CURRENT WATER SOURCE
Alternate sources of water have been provided to ensure the City of Newburgh's tap water is running free of PFAS in the short term. As of June 19, 2019, the City draws its water from the Catskill Aqueduct. It will remain on that source until the aqueduct's next planned shutdown (for repairs) in October of 2019. At this time the City will transition back to using Brown's Pond, (a 0.3 square mile backup reservoir), for a period of approximately 10 weeks. These are temporary sources. The City of Newburgh is currently without an adequate, guaranteed source of clean water for its future. Neither New York State nor the Department of Defense, (the polluter), have committed to supplying Newburgh with clean water for the time span it will take to fully remediate our watershed and return to our original source of drinking water: Lake Washington. Remediation will most likely take decades, so a long-term solution is needed.
Catskill Aqueduct - Our LONG-TERM WATER SOURCE?
The Catskill Aqueduct is part of NYC's drinking water supply system—one of the most extensive and well-protected municipal water systems in the world—with three major aqueduct-and-reservoir networks and over 130,000 acres of conserved land. However, this system is 100+ years old in some parts and in sore need of repair.
"The Croton, Catskill and Delaware watersheds deliver approximately 1.4 billion gallons of pristine, unfiltered drinking water each day from 19 upstate reservoirs to more than nine million people living in New York City, Westchester, Putnam, Orange and Ulster Counties. The 6,000-mile network of subterranean aqueducts carrying the water are in various states of disrepair and threaten the City's supply of fresh water."
Intermittently between 2018-2020, the Catskill Aqueduct is undergoing a $158 million maintenance project to repair leaks, replace old valves, remove biofilm accumulation and undergo other mechanical and structural upgrades. Once the Aqueduct has been upgraded, we hope that it can remain as the City of Newburgh's long-term supply. The NYC water system is overseen by NYC's Department of Environmental Protection (DEP), as well as their Water Board and Municipal Water Finance Authority.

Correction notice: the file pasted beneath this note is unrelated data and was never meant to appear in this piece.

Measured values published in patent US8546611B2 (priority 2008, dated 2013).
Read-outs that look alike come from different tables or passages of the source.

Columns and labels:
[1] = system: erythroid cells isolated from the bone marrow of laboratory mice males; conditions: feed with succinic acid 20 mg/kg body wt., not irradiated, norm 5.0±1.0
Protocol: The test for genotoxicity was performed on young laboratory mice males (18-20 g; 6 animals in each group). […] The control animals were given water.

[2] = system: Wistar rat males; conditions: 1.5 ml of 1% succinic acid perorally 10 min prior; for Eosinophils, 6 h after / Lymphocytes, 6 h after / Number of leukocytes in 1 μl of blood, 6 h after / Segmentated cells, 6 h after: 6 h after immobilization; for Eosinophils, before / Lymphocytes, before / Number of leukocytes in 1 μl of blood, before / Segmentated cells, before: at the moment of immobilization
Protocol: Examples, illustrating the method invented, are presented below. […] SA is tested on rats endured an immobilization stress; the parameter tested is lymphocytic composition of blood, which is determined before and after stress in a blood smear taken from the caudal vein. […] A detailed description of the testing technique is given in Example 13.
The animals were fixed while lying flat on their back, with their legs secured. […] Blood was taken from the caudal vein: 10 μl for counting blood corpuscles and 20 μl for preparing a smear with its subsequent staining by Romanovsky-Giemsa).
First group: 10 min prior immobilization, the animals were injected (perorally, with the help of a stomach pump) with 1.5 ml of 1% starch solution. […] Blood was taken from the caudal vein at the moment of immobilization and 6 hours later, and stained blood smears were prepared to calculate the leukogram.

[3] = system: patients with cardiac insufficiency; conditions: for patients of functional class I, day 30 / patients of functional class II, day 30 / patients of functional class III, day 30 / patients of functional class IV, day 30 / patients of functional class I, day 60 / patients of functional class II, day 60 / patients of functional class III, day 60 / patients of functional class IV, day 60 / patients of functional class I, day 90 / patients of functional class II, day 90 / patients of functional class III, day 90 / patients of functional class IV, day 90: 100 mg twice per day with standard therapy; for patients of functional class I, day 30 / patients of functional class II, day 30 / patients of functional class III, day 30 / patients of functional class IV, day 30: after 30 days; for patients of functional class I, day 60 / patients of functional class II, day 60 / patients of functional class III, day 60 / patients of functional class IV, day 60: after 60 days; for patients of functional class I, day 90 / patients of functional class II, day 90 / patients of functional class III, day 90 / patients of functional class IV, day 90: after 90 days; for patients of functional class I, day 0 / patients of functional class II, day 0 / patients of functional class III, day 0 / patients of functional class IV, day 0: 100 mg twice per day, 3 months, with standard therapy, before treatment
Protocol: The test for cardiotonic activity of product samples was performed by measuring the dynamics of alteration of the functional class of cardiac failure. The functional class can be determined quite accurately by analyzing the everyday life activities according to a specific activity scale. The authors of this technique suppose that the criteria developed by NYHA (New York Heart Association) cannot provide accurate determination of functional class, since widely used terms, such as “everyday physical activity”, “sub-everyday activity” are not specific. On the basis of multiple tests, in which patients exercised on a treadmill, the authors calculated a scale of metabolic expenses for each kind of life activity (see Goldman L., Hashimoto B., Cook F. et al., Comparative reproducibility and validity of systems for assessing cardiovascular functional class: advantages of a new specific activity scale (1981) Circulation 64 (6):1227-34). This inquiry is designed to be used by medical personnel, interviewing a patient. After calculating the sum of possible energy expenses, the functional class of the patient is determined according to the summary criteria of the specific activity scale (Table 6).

NEW YORK STATE ADOPTS THE MOST PROTECTIVE MAXIMUM CONTAMINANT LEVELS (MCLS) OF PFAS IN THE NATION
In the absence of EPA leadership, states have responded by setting their own interim safety standards regarding PFAS toxicity. On December 18, 2018, the New York State Drinking Water Quality Council (NYSDWQC) recommended the most protective standard or MCL in the nation of 10 ppt for each of the most prominent PFAS: PFOS and PFOA. As of July 9, 2019—under pressure from environmental and health organizations—Governor Cuomo announced the Department of Health's adoption of 10 ppt for each of PFOS and PFOA, as well as 1 ppb of 1,4-dioxane. The NYSDWQC is working on a recommendation for a combined PFAS MCL.
"We're proposing the most protective levels in the nation for three emerging contaminants to ensure we are regularly testing and fixing water systems before they ever rise to a public health risk in any part of the state. New York State will continue to lead in the absence of federal action by ensuring all residents have access to clean drinking water and by investing in critical projects to assist municipalities in treating these emerging contaminants." — Governor Andrew M. Cuomo
A CALL TO REGULATE THE ENTIRE FAMILY OF PFAS CHEMICALS TO LOWEST LEVELS FOR TRUE PROTECTION OF PUBLIC HEALTH
In response to the Governor's announcement, Maureen Cunningham, Senior Director for Clean Water at Environmental Advocates of New York (EANY) states:
“This long-awaited first step puts New York on a path to cleaner drinking water. Establishing Maximum Contaminant Levels (MCLs) for PFOA, PFOS, and 1,4-dioxane will require all public water systems in New York to test for these chemicals and take action when elevated levels of contamination are discovered. However, recent science shows that there is likely no safe level of these chemicals, and the state MCLs must reflect this. Environmental Advocates will continue to urge the Department of Health to bring their MCLs in line with the most recent science during the public commenting period.” — Maureen Cunningham, Senior Director for Clean Water at EANY
According to EarthJustice, PFAS are a family of approximately 5,000 man-made organic chemicals that we come in contact with primarily through our drinking water. Leading government scientists have acknowledged PFAS cannot be regulated individually.